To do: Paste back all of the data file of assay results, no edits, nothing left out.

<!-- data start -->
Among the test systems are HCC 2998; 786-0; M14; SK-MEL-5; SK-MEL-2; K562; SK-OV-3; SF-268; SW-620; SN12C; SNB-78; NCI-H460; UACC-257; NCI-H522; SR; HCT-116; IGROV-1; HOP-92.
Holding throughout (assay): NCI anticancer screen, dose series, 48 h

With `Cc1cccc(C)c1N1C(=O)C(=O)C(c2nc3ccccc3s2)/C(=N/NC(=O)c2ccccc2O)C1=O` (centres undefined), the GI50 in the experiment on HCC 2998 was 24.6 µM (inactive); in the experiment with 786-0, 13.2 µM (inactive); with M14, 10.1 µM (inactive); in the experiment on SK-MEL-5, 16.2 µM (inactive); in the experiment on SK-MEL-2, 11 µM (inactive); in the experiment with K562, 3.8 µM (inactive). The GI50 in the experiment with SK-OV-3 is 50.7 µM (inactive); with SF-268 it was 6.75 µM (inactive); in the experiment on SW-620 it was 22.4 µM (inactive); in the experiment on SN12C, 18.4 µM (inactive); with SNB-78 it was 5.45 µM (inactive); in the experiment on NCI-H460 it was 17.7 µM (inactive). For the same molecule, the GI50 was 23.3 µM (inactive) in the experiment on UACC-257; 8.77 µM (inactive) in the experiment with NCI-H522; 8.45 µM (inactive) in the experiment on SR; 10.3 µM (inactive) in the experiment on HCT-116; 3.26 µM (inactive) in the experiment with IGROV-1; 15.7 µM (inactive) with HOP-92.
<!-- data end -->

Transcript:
Among the test systems are HCC 2998; 786-0; M14; SK-MEL-5; SK-MEL-2; K562; SK-OV-3; SF-268; SW-620; SN12C; SNB-78; NCI-H460; UACC-257; NCI-H522; SR; HCT-116; IGROV-1; HOP-92.
Holding throughout (assay): NCI anticancer screen, dose series, 48 h

With `Cc1cccc(C)c1N1C(=O)C(=O)C(c2nc3ccccc3s2)/C(=N/NC(=O)c2ccccc2O)C1=O` (centres undefined), the GI50 in the experiment on HCC 2998 was 24.6 µM (inactive); in the experiment with 786-0, 13.2 µM (inactive); with M14, 10.1 µM (inactive); in the experiment on SK-MEL-5, 16.2 µM (inactive); in the experiment on SK-MEL-2, 11 µM (inactive); in the experiment with K562, 3.8 µM (inactive). The GI50 in the experiment with SK-OV-3 is 50.7 µM (inactive); with SF-268 it was 6.75 µM (inactive); in the experiment on SW-620 it was 22.4 µM (inactive); in the experiment on SN12C, 18.4 µM (inactive); with SNB-78 it was 5.45 µM (inactive); in the experiment on NCI-H460 it was 17.7 µM (inactive). For the same molecule, the GI50 was 23.3 µM (inactive) in the experiment on UACC-257; 8.77 µM (inactive) in the experiment with NCI-H522; 8.45 µM (inactive) in the experiment on SR; 10.3 µM (inactive) in the experiment on HCT-116; 3.26 µM (inactive) in the experiment with IGROV-1; 15.7 µM (inactive) with HOP-92.